Sports in the 1990s were relatively free of political protest, and geopolitical events made Abdul-Rauf’s stance against the flag ripe for outrage. Just three years prior, Islamic terrorists had bombed the World Trade Center in New York City, and the memories of that — and of a war in the Persian Gulf — were still fresh in the nation’s mind.
The controversy even began taking a toll on his teammates. When Abdul-Rauf returned to the floor against Chicago after his suspension, fans belted the national anthem with passion and a volume that Stith had never heard before a game. Secret Service officers often accompanied Nuggets players into opposing arenas to guide them past waiting protesters.
“It increased the amount of pressure on Mahmoud, it increased the amount of pressure on the Nuggets organization,” Stith said. “I don’t think the Nuggets organization wanted to deal with that negativity at the time.”
After his NBA career ended, Abdul-Rauf briefly returned to Gulfport, his hometown, where he planned to build a Muslim center. But it was burned to the ground in 2001 in what he considered a hate crime (authorities did not pursue it as such). He traveled the world playing in foreign leagues over the ensuing years, making stops in Europe and Japan. By 2007, he was living outside Atlanta, raising five children with his wife — and still receiving hate mail about that night in March 1996, according to a story about him in Denver’s 5280 magazine.
Brown saw Abdul-Rauf not long ago, and said that his former player has remained committed to charitable work in underserved communities, just as he was when he and Brown used to deliver turkeys during the holidays. Stith hasn’t talked to him since the Nuggets traded him to Sacramento.
But Abdul-Rauf rarely speaks to the media now, and even as the anniversary of the protest approached — at a time when the country is dealing with and debating many of the very issues he raised — little is known about what he’s doing now.
For months, I have tried to track down Abdul-Rauf to talk about that moment he refused to stand for the national anthem, and the days and years that followed, as the 20th anniversary approached.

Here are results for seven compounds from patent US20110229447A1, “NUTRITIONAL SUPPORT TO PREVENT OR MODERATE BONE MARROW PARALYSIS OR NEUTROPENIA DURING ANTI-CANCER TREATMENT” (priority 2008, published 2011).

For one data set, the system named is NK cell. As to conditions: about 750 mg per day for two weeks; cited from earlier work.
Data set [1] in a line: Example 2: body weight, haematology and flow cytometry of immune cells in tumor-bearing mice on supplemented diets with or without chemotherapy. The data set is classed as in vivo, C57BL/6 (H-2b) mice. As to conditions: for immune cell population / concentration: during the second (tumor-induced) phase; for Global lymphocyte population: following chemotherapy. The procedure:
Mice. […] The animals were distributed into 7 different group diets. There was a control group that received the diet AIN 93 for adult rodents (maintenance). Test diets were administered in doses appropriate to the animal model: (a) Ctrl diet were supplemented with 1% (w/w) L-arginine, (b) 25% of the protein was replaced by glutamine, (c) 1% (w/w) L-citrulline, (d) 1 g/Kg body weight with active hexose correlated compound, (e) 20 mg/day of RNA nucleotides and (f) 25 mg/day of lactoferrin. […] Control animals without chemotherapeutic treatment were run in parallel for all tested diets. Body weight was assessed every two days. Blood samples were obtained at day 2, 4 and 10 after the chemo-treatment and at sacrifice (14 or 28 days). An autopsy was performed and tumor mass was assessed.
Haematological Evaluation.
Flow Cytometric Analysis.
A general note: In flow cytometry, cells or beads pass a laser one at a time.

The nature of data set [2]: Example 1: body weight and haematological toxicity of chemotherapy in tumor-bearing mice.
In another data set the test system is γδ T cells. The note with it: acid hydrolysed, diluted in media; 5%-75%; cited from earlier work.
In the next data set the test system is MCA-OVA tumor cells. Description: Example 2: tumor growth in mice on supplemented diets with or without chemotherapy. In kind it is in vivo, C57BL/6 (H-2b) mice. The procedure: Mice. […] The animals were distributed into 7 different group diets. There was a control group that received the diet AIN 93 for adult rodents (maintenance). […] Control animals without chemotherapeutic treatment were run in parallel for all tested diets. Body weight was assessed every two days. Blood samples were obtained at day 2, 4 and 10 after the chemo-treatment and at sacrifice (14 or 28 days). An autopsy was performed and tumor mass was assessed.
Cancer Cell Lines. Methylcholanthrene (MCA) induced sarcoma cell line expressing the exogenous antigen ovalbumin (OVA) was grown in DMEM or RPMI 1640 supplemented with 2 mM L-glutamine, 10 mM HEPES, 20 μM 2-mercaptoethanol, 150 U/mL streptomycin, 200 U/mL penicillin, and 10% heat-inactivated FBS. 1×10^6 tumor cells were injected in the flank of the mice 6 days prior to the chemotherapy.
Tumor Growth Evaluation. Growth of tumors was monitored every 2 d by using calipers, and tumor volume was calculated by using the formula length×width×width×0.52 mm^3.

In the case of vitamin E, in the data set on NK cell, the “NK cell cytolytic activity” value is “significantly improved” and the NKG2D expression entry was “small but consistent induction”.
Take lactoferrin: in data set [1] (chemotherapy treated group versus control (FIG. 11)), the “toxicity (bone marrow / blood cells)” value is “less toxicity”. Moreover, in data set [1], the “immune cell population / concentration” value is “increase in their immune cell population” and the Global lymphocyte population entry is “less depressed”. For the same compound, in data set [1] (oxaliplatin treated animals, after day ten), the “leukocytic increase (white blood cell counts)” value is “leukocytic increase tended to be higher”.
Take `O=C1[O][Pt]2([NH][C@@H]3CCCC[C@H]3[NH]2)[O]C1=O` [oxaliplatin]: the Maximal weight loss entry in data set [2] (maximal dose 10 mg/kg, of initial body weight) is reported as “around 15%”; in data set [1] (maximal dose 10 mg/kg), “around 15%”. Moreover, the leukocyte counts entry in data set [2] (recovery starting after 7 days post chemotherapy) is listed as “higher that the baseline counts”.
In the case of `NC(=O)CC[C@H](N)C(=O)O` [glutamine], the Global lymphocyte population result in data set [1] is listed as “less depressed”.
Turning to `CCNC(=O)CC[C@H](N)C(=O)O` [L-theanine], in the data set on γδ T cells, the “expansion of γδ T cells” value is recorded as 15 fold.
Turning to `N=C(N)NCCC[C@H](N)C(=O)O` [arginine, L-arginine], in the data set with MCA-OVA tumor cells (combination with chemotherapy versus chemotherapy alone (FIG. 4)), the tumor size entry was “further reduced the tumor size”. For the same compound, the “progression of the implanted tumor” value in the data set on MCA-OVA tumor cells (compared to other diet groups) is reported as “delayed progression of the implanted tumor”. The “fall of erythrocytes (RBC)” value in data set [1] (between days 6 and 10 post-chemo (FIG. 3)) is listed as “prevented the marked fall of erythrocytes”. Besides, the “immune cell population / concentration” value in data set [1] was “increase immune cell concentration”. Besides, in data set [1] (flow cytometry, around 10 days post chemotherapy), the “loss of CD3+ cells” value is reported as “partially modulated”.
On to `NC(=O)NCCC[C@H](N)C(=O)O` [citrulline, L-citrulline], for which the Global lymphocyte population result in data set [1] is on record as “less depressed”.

Even before Phil Jackson’s tweets, I wanted to ask about Curry, and whether he saw himself in the NBA’s biggest star. Could he have been that player, or something like it, in this era, in a league that was learning the true value of the shot he excelled at?
And if he was before his era as a guard, might he have been a generation early as an athlete willing to take a stand too?
But more than that, I was curious about his view on how it might have been accepted today, at a time when prominent NBA players like LeBron James, Dwyane Wade, Derrick Rose and Chris Paul have used on-court demonstrations and social media to protest police killings of young black men, and the idea of athletes — and those of color, in particular — taking stands against issues they see as injustices is less foreign than it was when Abdul-Rauf sat down.
I wondered if Abdul-Rauf thought the sports world — and the media environment around it — had changed in a way that might lend more compassion and nuance to the point he was trying to make, and whether the NBA might treat his gesture differently today.
Or, would he tell me that we hadn’t changed at all? America, after all, is a country that in 2016 is still fighting multi-front wars in two Muslim countries. It is a nation in the midst of a presidential campaign in which a bombastic billionaire has called Muslims the enemy of the United States, openly suggested that we ban Muslim immigrants from entering the country, and promised to target the families and children of suspected Islamic terrorists abroad. Do the messages his protest sent matter even more today than they did 20 years ago?
But Abdul-Rauf didn’t answer when I reached out via Facebook or through an email account listed on a little-used Twitter page. His agent took a request for Abdul-Rauf over phone, and then again over email, but stopped replying. Brown asked him to call, but he didn’t.
David Stern, who stepped down as commissioner in 2014, was not available to comment for this story, according to the NBA. Aside from Stith, several of his former Nuggets teammates either declined or did not respond to requests for comment.
Abdul-Rauf’s Facebook page tells the story of a man still deeply committed to the issues his moment of protest raised. He regularly shares memes about Islam and an assortment of political topics. A recent post features a picture of Malala Yousafzai, the Pakistani activist and youngest-ever Nobel Prize laureate, with one of her most famous quotes chalked on a blackboard behind her: “With guns, you can kill terrorists,” it says. “With education, you can kill terrorism.”
Another belies his feelings about Donald Trump and his campaign for the Republican presidential nomination. It cites a recent Stephen King tweet that read, “Conservatives who for 8 years sowed the dragon’s teeth of partisan politics are horrified to discover they have grown an actual dragon.”
Brown, who still talks to him regularly, said that Abdul-Rauf is still the same as he was all those years ago.
“He’s the kind of guy who is so humble, so gracious, so spiritual, there’s an aura around him,” Brown said. “He’s just a beautiful human being.”
“And,” he added, “he could play right now.”
Brown wasn’t surprised that Abdul-Rauf didn’t want to talk — about the Steph comparisons or the protest — even as he tried to connect us. The incident in Denver, Brown said, has always been misunderstood, our attention focused on the act itself instead of the meaning behind it.
“What he was trying to do, he was just trying to say, ‘We need America to unite and eliminate poverty and prejudice, and love one another,’” Brown said. “That’s what he was trying to do. It wasn’t anti-USA or anything.”
“I’m 80 years old,” the former LSU coach said. “I’d like to be more like Mahmoud Abdul-Rauf.”